One of the important tidbits in today’s UCP SmartBrief was mention of this week’s hearing on the United Nations Convention of the Rights of Persons with Disabilities.
A second hearing on the Convention of the Rights of Persons with Disabilities (CRPD), an international treaty that reflects the values and standards of the Americans with Disabilities Act, has been scheduled for 9:30 a.m. on Nov. 21. Secretary of State John Kerry will be testifying about the treaty, and you can help show your support by calling key senators or attending the hearing. Learn more and find out how to help support this important treaty!
Hearing Information & 11/21 Live Stream: http://www.foreign.senate.gov/hearings/convention-on-the-rights-of-persons-with-disabilities-11-21-2013
I’m writing to share a local parent’s very recent experience, and our communities suggestions to him, in the hopes that it helps parents elsewhere work through some of these issues.
An inclusion parent in our district has been trying to work with his Principal to build inclusion resources at their school, and has been encountering a lot of resistance and apathy.
I hate to hear stories about this that center around Principals especially, as I firmly believe that it is a core part of our Principals responsibility as educators and leaders to proactively champion inclusive community.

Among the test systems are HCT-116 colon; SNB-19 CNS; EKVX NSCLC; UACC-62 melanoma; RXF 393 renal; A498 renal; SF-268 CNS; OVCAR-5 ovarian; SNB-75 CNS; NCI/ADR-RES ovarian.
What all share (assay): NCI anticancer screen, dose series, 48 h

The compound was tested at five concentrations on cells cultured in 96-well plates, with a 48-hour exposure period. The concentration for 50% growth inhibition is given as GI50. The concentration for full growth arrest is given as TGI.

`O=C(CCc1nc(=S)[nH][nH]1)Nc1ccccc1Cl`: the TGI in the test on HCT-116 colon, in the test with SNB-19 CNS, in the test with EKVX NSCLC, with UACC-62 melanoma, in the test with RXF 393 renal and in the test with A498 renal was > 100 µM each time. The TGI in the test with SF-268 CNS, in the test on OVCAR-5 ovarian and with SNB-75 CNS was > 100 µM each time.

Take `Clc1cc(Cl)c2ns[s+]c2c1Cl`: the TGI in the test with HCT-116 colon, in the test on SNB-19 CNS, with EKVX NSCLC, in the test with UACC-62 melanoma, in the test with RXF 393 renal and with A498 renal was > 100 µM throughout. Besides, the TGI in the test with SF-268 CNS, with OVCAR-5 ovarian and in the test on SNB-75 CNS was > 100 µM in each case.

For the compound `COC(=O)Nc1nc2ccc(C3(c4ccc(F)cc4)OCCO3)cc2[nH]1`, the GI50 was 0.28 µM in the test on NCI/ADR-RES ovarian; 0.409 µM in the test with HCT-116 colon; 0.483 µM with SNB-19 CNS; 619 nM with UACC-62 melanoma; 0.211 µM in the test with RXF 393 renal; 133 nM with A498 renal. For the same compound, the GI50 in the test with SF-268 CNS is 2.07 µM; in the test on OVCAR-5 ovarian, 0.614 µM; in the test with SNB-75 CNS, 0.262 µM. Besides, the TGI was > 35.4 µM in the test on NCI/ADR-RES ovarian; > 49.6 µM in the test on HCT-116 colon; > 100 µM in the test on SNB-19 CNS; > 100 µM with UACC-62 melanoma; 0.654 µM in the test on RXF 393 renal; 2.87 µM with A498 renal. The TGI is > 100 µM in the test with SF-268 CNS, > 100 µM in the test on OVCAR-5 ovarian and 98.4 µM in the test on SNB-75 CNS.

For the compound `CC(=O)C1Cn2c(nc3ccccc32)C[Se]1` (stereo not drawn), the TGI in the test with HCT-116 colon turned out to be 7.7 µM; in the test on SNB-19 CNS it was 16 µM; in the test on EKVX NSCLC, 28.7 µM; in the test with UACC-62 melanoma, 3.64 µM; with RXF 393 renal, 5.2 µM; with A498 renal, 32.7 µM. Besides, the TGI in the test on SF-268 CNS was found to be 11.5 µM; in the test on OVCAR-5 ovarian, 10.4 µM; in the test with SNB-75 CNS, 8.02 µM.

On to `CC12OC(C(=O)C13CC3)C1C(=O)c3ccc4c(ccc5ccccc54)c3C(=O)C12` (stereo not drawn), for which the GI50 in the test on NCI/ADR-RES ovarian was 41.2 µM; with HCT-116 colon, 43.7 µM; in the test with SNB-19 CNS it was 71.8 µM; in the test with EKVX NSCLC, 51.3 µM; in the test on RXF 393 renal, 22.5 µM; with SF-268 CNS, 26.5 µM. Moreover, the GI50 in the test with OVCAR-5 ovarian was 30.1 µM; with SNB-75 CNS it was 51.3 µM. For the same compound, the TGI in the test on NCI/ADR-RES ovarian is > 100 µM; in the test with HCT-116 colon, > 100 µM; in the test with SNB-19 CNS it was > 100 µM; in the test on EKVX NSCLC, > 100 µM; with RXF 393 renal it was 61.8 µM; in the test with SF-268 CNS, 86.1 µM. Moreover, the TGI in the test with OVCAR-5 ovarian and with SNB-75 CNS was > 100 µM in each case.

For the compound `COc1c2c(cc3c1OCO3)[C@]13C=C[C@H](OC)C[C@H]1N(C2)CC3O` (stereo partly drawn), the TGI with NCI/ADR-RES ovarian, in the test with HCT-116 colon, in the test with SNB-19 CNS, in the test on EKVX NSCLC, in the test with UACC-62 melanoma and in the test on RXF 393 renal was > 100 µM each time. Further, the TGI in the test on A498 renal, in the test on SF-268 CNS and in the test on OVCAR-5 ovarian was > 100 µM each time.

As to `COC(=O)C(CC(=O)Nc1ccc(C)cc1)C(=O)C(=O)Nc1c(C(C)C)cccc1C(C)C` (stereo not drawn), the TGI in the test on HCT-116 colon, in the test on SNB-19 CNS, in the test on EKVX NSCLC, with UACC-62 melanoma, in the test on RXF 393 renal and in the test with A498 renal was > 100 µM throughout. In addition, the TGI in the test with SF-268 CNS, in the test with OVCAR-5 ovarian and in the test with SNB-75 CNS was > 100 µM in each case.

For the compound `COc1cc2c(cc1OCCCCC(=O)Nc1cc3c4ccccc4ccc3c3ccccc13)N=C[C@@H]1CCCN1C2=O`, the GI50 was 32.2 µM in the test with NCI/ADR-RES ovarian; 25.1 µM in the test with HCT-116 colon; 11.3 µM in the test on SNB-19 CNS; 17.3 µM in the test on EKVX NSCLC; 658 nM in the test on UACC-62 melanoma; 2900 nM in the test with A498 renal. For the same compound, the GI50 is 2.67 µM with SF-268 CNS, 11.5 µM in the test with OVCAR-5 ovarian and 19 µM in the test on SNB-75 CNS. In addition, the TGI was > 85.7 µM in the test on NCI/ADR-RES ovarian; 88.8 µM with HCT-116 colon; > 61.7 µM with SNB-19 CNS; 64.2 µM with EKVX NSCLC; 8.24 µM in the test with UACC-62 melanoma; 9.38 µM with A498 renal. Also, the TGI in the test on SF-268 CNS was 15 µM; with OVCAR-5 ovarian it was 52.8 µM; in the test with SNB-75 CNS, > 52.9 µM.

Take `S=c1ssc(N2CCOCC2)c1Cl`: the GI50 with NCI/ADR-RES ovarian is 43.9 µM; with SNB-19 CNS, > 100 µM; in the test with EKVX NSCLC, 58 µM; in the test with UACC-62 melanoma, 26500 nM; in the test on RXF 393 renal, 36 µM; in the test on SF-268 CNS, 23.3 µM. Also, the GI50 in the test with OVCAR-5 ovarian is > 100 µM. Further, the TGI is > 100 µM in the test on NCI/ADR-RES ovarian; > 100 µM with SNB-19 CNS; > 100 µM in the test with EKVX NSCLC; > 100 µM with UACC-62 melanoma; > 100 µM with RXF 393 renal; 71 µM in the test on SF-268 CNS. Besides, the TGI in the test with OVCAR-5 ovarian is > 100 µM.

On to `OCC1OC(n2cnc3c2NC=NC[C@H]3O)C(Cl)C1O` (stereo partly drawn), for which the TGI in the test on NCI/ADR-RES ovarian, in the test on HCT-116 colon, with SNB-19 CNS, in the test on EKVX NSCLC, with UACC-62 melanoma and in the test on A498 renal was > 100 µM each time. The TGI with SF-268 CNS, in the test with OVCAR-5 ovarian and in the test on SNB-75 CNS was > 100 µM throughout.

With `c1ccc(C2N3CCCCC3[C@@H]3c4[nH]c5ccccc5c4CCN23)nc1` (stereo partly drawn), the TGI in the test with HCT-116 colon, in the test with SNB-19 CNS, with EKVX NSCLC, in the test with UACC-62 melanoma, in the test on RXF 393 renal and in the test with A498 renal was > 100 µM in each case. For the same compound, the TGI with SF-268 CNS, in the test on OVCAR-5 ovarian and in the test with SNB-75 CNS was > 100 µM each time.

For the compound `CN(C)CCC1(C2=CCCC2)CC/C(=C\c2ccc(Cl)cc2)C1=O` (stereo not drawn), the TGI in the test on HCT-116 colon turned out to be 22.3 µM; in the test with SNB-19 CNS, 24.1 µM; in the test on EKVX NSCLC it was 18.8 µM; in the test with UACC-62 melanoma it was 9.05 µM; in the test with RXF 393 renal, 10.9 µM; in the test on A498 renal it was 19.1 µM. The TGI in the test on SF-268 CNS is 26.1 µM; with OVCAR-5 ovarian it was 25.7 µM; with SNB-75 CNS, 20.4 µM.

This parent was thwarted on two fronts: rejection by staff of an inclusion parent group that he started, and dismissal of his attempts to plan and implement Inclusive Schools Week (ISW) at his school.
Regarding the latter, I’ll comment, as a parent who has had sucess, that the idea of ISW is a nicely packaged tool to build inclusive schools. BUT, it also is not well known and therefore often is greeted with skepticism. It’s just another illustration of the fact that we parents are not only working hard to find a path for our kids’ success, but are having to be leaders and advocates for change in our schools and communities amidst a population with a large variance of understanding. As an example, our school district has been very sluggish in implementing ISW on a broader scale and instilling its importance, providing uninspiring resources too late in the game for schools to really plan and implement a program.
Due to the state of schools in the U.S. at this time, including a lack of adequate professional development around inclusion, all of this requires positive parent involvement—including strategic planning, volunteer hours, cohort building, teacher support, etc.—to make it happen and give it legs to grow.
Here’s the advice our struggling friend has been given to date—please feel free to comment with other constructive thoughts.
from The White House, April 16, 2012
“We’re looking for Americans who have made a difference in their communities but who may not have received national attention. Does that sound like someone you know? Visit WhiteHouse.gov/CitizensMedal and nominate a hero in your community today!”
> Nominations due April 24, 2012; all guidelines and criteria can be found on the website.